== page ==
Whenever your dog is happy to see you or other people, they may show it by jumping. This can be very dangerous if your dog is heavy and tall. After all, your dog is going to make a huge vertical leap and that's generally because they're designed to do this. Yet, if you want to prevent your dog from jumping on people, you need to first learn how to prevent your dog from jumping on people.
Believe it or not, it doesn't take a rocket science degree to learn how to prevent your dog from jumping on people. It is, in fact, the easiest thing to solve when it comes to your canine friend. Utilize the following three tips to help control your dog's jumping behavior today.
1 - Why Is Your Dog Jumping
Okay… most people think they know why their dog is jumping but if you want to know how to prevent your dog from jumping… you really have to know why your dog is jumping. The main reason is that they're trying to be assertive and dominant over new people in your home. Your dog wants those people to know he/she is the alpha and he/she controls the area.
It's not always the case that your dog is jumping on people to show dominance over them. Sometimes dogs doing it to be closer to the person so as to greet them. Keep in mind that dogs smell one another's faces to say hello so it should be of no surprise they do it with humans too.
They may also be jumping up on your guests because someone, in the past, rewarded them for that behavior. If you reward your canine for jumping up, you're basically telling him/her that it's okay to do. That's not what you want to do. This is very important to remember when you learning how to prevent your dog from jumping on people.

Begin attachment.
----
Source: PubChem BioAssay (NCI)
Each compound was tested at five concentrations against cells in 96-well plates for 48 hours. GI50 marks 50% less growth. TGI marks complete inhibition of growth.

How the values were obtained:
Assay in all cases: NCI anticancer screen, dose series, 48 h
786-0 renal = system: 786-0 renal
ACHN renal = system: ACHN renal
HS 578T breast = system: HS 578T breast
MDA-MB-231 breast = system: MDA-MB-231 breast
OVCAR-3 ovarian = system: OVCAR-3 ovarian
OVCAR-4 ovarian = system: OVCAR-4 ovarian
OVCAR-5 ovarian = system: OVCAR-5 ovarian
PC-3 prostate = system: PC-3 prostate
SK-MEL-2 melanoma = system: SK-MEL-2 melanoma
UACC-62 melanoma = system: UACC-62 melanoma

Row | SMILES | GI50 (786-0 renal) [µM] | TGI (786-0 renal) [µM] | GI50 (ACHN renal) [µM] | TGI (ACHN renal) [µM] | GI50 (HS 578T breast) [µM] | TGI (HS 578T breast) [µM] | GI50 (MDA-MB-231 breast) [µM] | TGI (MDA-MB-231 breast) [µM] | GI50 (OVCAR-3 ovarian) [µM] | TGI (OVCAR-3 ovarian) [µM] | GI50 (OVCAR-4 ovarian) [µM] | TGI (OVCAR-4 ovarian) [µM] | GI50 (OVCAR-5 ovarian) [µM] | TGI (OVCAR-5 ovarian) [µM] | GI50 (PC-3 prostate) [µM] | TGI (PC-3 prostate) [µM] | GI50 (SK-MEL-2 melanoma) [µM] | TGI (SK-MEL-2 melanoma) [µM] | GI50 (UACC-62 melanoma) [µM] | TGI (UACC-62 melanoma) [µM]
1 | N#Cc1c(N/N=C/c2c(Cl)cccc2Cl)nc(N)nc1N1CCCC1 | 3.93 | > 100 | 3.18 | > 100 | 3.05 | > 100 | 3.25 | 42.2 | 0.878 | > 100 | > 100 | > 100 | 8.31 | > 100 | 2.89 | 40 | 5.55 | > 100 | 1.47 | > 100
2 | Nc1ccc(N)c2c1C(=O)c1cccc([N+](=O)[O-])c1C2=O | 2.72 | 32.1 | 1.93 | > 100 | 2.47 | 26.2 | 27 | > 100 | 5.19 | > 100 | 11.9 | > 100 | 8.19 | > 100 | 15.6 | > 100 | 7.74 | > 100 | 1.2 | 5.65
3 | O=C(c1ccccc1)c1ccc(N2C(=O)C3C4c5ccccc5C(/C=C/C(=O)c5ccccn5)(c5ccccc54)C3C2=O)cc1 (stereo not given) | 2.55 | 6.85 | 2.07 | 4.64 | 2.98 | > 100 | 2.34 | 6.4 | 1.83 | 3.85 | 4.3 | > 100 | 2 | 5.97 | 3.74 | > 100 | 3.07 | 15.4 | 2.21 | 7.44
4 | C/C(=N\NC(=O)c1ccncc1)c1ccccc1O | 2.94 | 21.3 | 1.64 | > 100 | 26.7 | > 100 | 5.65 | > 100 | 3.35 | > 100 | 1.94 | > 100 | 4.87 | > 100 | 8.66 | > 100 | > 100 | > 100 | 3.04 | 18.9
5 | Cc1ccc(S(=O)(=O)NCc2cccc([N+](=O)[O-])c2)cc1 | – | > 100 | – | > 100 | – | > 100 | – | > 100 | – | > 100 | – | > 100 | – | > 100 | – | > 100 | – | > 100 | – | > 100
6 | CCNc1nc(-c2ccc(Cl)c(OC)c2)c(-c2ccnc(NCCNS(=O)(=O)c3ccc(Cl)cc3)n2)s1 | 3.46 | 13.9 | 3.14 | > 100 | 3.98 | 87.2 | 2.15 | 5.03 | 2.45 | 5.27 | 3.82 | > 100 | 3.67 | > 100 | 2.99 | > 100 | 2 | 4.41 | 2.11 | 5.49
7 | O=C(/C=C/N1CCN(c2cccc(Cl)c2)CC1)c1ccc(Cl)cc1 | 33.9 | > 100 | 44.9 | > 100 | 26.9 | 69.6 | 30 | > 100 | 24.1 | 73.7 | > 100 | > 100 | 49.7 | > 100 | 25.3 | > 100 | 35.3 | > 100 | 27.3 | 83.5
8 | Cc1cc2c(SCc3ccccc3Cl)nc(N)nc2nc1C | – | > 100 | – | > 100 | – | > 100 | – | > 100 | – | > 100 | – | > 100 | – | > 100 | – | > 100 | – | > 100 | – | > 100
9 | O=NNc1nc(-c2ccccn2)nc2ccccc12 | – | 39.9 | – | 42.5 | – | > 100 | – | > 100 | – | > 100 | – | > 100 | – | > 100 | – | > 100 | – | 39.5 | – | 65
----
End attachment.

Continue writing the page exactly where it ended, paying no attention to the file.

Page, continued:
2 - Time To Stop Your Dog's Jumping
Now, it's time to learn how to prevent your dog from jumping on people. The first thing you need to do is to stop acting like coming back home is a big deal. Yes! You are home but it's just another day. You certainly don't want your dog jumping on you as soon as you get home so if you don't make a big deal out of it… neither will your pup. Thus, when strangers come over, he/she will know it's just another person in the house. After all, you don't want her jumping on children or elderly people who come into your home.
How can you get him/her to recognize that you're home and that it's not that overly a big deal? Upon your getting home, wait about 15 minutes before you say hi to your dog. By doing this, you disassociate your coming home from their excited behavior. You should also get down on the floor level (with them) to say your hellos.
If your pup is just trying to reach your face to give you greetings, you should get down to his/her level and let them do it that way. If you remove the jumping need for greeting, you can show him/her that greetings should only be done at this low level.
Be sure you teach your dog certain commands for him/her to respond to, as these can be quite useful. Teach them first how to sit and stay… then show them the "off" command. This command will tell them immediately you do not want them on you or anyone else for that matter.
3 - Get Your Dog Acquainted With The "Off" Command
Now if you're looking to know how to prevent your dog from jumping on people, you must teach them the all-important "off" command. The moment your dog jumps on you, command him/her "off". It'll take some time for them to understand it and this can be aggravating for you. However, the moment they get down, reward them for it by giving them a treat and praise.
Be consistent in your teachings with the new command. Let everyone who comes into the home and lives there to stick with it so that your dog won't become confused. Your dog will learn much quicker the command if everyone sticks by it.
You certainly don't want anyone to get hurt because your dog is jumping on them. Jumping dogs can be extremely upsetting to children and the elderly because they can fall over. Thus, you must know how to prevent your dog from jumping on people and teach them what is not acceptable as soon as possible. Believe it or not, your dog will pick up on this rule rather quickly… so long as you are consistent.